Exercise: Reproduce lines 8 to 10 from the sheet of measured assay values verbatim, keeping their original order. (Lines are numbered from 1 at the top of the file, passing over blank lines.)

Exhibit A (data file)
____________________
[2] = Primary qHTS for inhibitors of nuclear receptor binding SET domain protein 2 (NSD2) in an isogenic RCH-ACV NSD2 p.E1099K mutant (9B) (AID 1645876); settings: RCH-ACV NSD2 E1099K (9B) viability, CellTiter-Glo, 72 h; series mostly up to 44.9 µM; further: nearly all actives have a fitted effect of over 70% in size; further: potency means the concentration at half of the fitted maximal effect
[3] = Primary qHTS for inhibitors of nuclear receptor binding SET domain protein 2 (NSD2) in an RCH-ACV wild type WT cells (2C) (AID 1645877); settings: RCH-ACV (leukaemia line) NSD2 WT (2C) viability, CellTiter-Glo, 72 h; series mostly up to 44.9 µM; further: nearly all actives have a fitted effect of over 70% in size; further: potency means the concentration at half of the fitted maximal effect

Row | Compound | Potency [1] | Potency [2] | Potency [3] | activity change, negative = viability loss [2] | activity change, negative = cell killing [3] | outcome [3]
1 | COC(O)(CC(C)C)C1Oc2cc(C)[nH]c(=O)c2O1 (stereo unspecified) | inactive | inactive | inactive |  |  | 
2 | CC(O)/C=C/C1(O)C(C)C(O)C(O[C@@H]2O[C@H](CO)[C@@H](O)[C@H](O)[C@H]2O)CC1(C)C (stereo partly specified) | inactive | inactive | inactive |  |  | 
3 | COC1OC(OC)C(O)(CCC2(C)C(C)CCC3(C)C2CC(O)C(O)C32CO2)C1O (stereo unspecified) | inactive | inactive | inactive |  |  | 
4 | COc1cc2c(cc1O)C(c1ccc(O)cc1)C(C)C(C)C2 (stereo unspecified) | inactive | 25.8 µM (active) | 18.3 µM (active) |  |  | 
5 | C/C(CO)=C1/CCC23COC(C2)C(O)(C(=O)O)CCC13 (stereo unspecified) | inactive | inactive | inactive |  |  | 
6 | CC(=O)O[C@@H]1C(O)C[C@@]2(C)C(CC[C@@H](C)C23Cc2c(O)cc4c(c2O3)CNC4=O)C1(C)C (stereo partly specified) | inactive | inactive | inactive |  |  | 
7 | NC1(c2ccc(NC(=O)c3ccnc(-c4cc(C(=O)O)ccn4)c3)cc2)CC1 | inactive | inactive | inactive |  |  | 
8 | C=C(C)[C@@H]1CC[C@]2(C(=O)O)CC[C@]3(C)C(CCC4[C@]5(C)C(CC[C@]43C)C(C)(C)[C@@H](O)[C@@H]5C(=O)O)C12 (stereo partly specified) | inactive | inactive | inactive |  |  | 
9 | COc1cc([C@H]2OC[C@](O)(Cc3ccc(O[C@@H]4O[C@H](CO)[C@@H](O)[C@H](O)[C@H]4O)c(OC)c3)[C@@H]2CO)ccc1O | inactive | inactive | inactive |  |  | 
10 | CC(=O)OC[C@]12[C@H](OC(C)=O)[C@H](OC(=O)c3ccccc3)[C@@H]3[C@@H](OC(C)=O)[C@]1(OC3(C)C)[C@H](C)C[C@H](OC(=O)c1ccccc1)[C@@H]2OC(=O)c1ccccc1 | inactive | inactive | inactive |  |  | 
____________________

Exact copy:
5 | C/C(CO)=C1/CCC23COC(C2)C(O)(C(=O)O)CCC13 (stereo unspecified) | inactive | inactive | inactive |  |  | 
6 | CC(=O)O[C@@H]1C(O)C[C@@]2(C)C(CC[C@@H](C)C23Cc2c(O)cc4c(c2O3)CNC4=O)C1(C)C (stereo partly specified) | inactive | inactive | inactive |  |  | 
7 | NC1(c2ccc(NC(=O)c3ccnc(-c4cc(C(=O)O)ccn4)c3)cc2)CC1 | inactive | inactive | inactive |  |  | 